The National Catholic Review
Brick-thick walls, portholes, circular doors,
cold bolts to ensure you’ll stay sealed in during the plunge,
the pressure, the absence, the bends, the hanging
like a pendulum in your tiny steel room.
It will shiver your timbers.
It will shatter your self. It will look like the blue-black pit-mouth
of hell, & you won’t see or hear or smell a single earthly thing.
No street noise. No sex, sweaty & scrambling. No phone. No family.
Nothing to gratelike sandagainst your nerves,
& that’ll be okay with you,
& you’ll love your bathysphere. You’ll love the queer fish
with no eyes, nor any need for them & the creatures whose bodies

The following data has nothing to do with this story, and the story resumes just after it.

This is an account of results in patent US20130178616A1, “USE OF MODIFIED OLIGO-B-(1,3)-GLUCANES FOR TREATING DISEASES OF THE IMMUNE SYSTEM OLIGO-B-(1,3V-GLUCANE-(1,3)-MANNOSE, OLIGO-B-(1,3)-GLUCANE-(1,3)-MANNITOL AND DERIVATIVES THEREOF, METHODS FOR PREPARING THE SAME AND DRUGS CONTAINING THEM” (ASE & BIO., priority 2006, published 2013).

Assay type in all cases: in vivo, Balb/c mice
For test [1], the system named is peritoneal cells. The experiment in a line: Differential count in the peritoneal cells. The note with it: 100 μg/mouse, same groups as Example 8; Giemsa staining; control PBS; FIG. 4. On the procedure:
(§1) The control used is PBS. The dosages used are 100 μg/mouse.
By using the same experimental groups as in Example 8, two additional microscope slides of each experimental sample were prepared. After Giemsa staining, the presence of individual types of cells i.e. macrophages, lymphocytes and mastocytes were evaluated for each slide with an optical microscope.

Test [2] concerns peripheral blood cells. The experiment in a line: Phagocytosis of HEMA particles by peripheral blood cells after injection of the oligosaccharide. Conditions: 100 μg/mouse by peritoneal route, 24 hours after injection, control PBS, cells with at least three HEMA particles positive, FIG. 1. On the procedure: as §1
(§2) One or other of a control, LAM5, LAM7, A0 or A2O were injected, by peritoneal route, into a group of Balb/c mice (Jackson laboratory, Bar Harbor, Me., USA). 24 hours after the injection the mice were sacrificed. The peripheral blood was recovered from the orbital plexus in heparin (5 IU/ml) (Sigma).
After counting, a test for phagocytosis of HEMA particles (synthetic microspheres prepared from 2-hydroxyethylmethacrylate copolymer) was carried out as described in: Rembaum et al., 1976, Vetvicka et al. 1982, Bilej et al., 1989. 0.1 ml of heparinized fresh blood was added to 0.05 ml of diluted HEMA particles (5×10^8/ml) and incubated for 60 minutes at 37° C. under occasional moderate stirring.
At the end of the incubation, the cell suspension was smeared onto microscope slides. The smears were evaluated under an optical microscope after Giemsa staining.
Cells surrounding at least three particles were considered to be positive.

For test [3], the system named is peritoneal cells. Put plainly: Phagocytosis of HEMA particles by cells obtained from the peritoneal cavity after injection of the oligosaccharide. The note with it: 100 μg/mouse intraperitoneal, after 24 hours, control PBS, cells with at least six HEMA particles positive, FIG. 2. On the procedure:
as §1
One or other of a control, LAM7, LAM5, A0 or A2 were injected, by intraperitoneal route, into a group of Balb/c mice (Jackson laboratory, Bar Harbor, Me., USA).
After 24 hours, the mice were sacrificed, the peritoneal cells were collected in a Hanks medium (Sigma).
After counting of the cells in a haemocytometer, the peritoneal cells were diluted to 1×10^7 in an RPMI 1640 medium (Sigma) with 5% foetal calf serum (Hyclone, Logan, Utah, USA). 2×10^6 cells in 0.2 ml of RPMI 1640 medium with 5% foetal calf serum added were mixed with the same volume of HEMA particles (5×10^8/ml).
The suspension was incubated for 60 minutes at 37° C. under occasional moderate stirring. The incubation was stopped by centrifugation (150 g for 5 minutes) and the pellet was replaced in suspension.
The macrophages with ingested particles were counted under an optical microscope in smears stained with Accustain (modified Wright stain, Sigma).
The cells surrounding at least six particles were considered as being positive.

are galaxies of light. You might listen to your wristwatch ticking
in the chamber & remember how Aristotle said whosoever
delights in solitude is either a wild beast or a god,

but you’re neither. He was wrong. You’ll hate Aristotle.
You want the tremendous mystery. The ocean. God.
Want to stare it in the face. Want to feel no fear.
Quiet, so quiet. You’ll long to go deeper.
At the bottom, you hear, it’s light and clear.

Kathleen Rooney was a recipient of the Ruth Lilly Fellowship from Poetry magazine in 2003. Her first book, Reading With Oprah: The Book Club That Changed America, was published by University of Arkansas Press in 2005.

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